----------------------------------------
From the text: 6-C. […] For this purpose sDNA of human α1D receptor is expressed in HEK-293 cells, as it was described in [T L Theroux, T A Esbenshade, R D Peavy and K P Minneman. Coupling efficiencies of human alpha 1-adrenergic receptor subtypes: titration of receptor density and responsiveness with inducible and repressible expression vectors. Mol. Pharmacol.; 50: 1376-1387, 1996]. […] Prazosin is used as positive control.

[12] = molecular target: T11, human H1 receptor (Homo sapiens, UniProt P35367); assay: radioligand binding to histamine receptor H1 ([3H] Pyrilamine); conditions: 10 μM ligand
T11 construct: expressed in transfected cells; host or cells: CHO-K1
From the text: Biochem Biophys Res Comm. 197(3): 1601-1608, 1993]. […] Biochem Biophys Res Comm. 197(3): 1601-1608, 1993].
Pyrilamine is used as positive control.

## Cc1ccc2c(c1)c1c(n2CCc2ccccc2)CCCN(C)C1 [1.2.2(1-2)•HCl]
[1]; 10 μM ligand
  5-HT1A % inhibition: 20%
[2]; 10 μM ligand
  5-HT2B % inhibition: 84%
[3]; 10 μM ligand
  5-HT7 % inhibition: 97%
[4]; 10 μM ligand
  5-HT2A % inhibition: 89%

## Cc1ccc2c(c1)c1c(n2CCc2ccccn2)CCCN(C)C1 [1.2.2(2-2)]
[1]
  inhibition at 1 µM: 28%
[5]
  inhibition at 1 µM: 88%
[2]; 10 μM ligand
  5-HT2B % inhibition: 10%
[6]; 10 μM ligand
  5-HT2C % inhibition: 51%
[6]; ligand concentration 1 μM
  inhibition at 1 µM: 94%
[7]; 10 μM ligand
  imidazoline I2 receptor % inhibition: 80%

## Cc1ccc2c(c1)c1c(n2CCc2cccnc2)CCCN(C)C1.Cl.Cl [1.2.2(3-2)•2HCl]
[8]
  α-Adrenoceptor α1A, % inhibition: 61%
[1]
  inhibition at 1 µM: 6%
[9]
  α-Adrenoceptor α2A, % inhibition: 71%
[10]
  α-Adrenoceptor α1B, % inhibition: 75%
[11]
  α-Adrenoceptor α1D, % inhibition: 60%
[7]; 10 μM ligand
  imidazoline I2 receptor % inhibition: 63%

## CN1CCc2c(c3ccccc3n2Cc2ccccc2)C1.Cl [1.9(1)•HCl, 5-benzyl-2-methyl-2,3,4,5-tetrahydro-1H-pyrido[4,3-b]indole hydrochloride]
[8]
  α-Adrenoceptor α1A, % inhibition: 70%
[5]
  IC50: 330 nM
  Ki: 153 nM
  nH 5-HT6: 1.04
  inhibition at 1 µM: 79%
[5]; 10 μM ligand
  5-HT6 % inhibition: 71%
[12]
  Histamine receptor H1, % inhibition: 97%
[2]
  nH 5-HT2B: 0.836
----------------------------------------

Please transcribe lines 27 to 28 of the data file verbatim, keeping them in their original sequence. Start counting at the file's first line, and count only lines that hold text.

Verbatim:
  imidazoline I2 receptor % inhibition: 80%

## Cc1ccc2c(c1)c1c(n2CCc2cccnc2)CCCN(C)C1.Cl.Cl [1.2.2(3-2)•2HCl]